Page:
Personal Protective Equipment

Personal protective equipment must be selected with informed intentionality, not based on convenience.  The MSDS is an effective means of identifying necessary personal protective equipment.  However, specific testing may be required to quantify the potential for harm.  In addition, manufacturers of safety equipment also provide specifications for use of their products.
   
Lab Jackets

Lab jackets are commonly made from a blend of polyester and cotton.  Polyester provides excellent wear and liquid shedding properties; however, it is also quite flammable.  Fire resistant cotton and Nomex lab jackets are avaialble.  If working with open flames, pyrophoric materials, strong oxidizers, or high-hazard techniques, a flame resistant lab jacket is required.  In general, a good lab jacket has knitted cuffs to reduce contamination of the cuff and snaps for quick removal.

Here are come additional resources for selecting a lab jacket:

Cleaning lab jackets: Lab jackets should be cleaned once per semester, at a minimum, and monthly or weekly, depending on the materials handled.  An industrial cleaning service should be used to avoid contaminating personal washing equipment.  Lab jacket cleaning is available through Chemstores.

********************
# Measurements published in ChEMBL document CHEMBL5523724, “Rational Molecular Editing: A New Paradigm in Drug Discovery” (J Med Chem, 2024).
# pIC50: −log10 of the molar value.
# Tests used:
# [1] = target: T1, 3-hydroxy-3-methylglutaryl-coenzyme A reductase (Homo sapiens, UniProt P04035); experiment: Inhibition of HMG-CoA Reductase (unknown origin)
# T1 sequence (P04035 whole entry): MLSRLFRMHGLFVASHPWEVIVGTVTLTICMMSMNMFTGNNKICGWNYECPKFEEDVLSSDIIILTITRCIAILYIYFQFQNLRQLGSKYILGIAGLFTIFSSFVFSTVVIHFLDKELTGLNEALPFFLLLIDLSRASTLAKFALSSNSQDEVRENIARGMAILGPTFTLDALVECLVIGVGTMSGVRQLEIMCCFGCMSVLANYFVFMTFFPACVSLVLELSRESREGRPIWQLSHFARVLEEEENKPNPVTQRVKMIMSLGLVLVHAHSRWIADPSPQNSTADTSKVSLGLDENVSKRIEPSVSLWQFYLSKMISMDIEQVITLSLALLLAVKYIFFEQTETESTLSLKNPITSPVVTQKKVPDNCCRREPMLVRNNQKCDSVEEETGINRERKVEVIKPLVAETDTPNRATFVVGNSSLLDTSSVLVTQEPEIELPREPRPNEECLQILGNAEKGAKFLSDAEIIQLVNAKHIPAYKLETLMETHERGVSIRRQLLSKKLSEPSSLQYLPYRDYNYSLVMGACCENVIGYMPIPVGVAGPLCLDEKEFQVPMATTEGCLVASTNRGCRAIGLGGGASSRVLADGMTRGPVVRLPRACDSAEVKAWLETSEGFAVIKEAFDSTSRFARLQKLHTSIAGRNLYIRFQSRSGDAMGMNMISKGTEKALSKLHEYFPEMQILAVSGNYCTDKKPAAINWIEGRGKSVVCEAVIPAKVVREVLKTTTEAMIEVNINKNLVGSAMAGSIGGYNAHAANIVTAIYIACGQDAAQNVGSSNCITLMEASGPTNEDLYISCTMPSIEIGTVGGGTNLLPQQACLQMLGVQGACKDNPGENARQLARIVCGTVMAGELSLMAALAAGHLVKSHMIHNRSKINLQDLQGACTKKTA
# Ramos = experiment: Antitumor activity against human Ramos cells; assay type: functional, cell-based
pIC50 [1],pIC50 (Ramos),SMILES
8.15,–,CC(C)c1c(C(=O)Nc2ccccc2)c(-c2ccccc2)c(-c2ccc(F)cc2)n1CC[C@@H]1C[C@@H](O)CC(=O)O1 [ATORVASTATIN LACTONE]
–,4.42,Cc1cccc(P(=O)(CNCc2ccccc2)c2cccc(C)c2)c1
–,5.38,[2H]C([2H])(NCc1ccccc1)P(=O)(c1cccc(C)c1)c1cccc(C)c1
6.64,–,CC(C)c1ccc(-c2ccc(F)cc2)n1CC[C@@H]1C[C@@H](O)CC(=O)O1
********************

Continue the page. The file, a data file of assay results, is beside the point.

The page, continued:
Gloves
Gloves come in an array of styles and materials.  Glove choice should always be checked against the MSDS and the glove manufacturers recommendations (i.e., glove thickness, glove composition, type of exposure).  Here are some glove manufacturers' chemical resistance guides:

One glove rule: Gloves are not intended for use in public areas.  If a chemicals or laboratory materials are carried through a public area, one hand must be kept glove-free for manipulating door handles and elevator buttons.

     
Safety Glasses, Safety Goggles, and Faceshields:
A variety of different styles of eye protection are available through Chemstores.  Safety glasses are the minimum required eye protection in an active wet lab. Safety glasses must be Z87.1 compliant.  If safety glasses do not appear to be effective due to splashing or the type of work performed, safety goggles are required.  For work above head height, with large quantities, or with reactive or pressurized systems, a face shield should be worn as well.
Fit: Safety glasses need to fit comfortably to ensure regular use.  If you keep forgetting to take off your safety glasses, you are wearing a well-fit pair and much more likely to use them.
Over The Glasses (OTG): Prescription glasses do not provide sufficient eye protection to replace safety glasses or goggles.  OTG safety glasses are designed to fit over most prescription glasses and provide an accessible and affordable alternative to prescription safety glasses.
Respirator/Airway Protection:
Fumehoods provide a primary means of airway protection that surpasses most respirator masks.  Whenever possible, a fumehood should be utilized as first defence against chemical exposure; however, there are situations that will require the use of a respirator mask.  The MSDS and WorkSafetBC guidelines should be checked to determine if a respirator mask is necessary.
Fit Testing: Fit testing is required on a yearly basis for situations requiring respiratory protection (potential to exceed WorkSafe BC occupational exposure limits).